Pipeline Battle Could Help Trump Win Minnesota in 2020
Last week, President Trump tweeted that he expects to win the state of Minnesota in next year’s election. The president said Rep. Ilhan Omar’s anti-Semitism and Minnesota’s booming economy are two reasons he will turn the state red in 2020. He may be right.
But there is another reason that President Trump should feel confident about winning Minnesota. A critical crude oil pipeline that runs through the state is under attack by the same protesters who led the fight against the Dakota Access pipeline several years ago.
An existing pipeline, known as Line 3, is being upgraded and replaced with a new pipeline that will increase its capacity. There’s a huge economic benefit for Minnesota that comes with the construction, with a $2.6 billion investment, an estimated 6,500 local jobs, and a boost to the local economy.
Not only that, but there is high approval among Minnesota residents for more access to natural gas and oil resources. There’s also broad support for energy infrastructure, with over 85% of voters in the state wanting infrastructure to transport oil and natural gas for use in places like the Mayo Clinic and for agricultural equipment and supplies, according to a recent survey.
President Trump frequently touts his administration’s success lowering the nation’s unemployment rate to 3.6%, the lowest it’s been 50 years. Supporting a pipeline that brings thousands of additional jobs to the state is a no-brainer. Back in April, the project got his support, with the president saying: “It’s very important we get that approved. I think it’s something that will bring down your costs and bring down your costs for the whole country.”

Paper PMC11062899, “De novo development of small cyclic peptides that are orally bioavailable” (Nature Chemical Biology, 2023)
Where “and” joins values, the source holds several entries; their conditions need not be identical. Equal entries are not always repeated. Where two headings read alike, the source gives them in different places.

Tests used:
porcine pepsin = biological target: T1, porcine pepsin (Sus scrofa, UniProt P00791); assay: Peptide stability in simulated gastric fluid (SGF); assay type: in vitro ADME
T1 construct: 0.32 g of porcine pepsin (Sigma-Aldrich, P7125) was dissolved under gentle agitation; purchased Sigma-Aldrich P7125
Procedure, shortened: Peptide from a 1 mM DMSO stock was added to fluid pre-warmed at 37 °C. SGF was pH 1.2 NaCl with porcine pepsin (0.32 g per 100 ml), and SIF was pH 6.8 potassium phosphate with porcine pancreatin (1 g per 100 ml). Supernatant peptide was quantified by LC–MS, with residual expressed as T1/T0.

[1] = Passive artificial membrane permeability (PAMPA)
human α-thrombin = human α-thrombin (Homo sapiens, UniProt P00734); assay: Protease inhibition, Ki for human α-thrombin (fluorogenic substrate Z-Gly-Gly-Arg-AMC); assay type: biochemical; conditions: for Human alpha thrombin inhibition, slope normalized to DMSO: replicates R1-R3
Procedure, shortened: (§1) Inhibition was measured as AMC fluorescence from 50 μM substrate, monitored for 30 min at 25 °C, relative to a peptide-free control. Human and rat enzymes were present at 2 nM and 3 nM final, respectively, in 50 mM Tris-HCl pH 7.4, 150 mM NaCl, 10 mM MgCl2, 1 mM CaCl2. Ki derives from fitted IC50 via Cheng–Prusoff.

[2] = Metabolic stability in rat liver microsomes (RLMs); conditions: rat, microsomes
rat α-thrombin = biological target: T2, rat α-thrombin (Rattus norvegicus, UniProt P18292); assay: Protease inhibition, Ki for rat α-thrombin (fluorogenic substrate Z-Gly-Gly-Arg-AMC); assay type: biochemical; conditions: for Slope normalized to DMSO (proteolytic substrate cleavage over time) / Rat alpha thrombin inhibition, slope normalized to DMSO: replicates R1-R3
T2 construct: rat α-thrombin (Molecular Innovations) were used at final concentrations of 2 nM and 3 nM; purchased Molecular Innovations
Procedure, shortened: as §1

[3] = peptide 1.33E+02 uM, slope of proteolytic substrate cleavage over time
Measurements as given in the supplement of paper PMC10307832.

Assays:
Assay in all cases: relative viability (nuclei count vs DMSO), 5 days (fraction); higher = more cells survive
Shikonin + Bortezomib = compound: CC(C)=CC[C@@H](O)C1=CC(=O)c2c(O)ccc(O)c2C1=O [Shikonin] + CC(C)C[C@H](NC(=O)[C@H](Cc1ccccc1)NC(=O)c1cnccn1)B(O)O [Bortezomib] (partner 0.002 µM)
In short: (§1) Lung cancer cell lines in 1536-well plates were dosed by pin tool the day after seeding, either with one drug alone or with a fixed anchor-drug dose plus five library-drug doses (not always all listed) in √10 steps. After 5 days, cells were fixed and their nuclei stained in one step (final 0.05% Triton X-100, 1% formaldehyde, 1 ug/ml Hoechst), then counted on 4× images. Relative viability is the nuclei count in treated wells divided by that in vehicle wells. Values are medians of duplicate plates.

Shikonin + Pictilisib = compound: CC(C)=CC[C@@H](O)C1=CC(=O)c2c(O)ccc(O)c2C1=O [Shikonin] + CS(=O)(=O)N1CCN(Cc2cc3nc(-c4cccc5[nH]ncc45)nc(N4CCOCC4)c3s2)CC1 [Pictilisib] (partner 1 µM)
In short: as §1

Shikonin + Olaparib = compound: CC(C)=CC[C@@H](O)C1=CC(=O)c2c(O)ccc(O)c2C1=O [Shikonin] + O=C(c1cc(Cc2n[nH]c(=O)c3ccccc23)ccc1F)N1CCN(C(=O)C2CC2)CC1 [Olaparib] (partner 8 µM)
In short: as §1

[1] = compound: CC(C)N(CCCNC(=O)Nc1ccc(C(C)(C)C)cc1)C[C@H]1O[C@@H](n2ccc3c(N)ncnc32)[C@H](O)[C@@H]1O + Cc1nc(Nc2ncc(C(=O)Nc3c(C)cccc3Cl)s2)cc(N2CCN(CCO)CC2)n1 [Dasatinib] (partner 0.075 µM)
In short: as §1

And he’s exactly right. Pipelines are one of the most important parts of our energy infrastructure, keeping oil and natural gas affordable, accessible, and safe for millions of Americans who depend on it each and every day. According to the National Transportation Safety Board, pipelines are the safest and most efficient means of transporting energy.
It’s a win-win for Minnesota and the country as a whole, yet some Democrat candidates are voicing their opposition to the project, citing unfounded environmental concerns. Why should this boost Trump’s confidence? Because his opponents are aligning themselves with Winona LaDuke, executive director of Honor the Earth, the organization that is leading the opposition to the new pipeline.
If it sounds familiar, it’s because Honor the Earth has been involved in several similar protests. The group led the Dakota Access demonstrations, which resulted in taxpayers having to pay $1 million for the cleanup of mounds of trash left behind after the protests ended. The organization has also garnered substantial media attention regarding serious allegations of sexual harassment and other wrongdoing.
There are also questions being raised about a nonprofit LaDuke founded, the White Earth Land Recovery Project (WELRP). This organization purportedly works to recover land for the Chippewa tribe’s White Earth Indian Reservation in Minnesota. But despite this stated mission, the tribe reports that no land has been received, and a tribal official last month released a letter saying that a financial inquiry will be launched to investigate “donations received by the WERLP since its founding, which have been represented to be for the benefit of tribal members, even though no lands have been conveyed.”
Any other Democrat candidates who are thinking about opposing the pipeline will have a tough time defending their position, especially when it means aligning themselves with groups like Honor the Earth and its leadership.
It’s clear that Trump has his sights set on winning Minnesota in 2020 and his chances of flipping the state red will only increase if Democrat candidates side with the opposition to Line 3. He will call out Rep. Omar’s record of anti-Semitism, attribute Minnesota’s economic success to his administration’s policies, and if he continues supporting the pipeline and the economic benefits it brings, the state could be his.